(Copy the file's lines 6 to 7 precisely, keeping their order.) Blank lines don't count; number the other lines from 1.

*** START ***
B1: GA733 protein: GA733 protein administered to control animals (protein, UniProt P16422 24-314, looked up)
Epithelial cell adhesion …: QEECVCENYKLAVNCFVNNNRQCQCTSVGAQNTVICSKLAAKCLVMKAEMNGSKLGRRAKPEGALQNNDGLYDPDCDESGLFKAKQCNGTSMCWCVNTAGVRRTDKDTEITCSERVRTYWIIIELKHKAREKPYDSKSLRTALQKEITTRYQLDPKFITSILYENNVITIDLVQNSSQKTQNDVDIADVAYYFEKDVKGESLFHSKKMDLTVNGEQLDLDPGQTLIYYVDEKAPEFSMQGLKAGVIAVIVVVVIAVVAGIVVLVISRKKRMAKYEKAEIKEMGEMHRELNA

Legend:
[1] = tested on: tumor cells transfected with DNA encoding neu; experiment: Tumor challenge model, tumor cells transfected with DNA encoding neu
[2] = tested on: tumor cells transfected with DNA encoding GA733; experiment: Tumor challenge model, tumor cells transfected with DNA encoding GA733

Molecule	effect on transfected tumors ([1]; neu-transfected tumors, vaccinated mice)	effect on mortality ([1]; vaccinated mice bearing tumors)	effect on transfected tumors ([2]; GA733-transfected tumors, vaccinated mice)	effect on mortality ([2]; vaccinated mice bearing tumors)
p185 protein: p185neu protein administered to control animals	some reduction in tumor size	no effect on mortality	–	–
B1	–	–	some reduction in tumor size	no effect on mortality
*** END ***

Molecule	effect on transfected tumors ([1]; neu-transfected tumors, vaccinated mice)	effect on mortality ([1]; vaccinated mice bearing tumors)	effect on transfected tumors ([2]; GA733-transfected tumors, vaccinated mice)	effect on mortality ([2]; vaccinated mice bearing tumors)
p185 protein: p185neu protein administered to control animals	some reduction in tumor size	no effect on mortality	–	–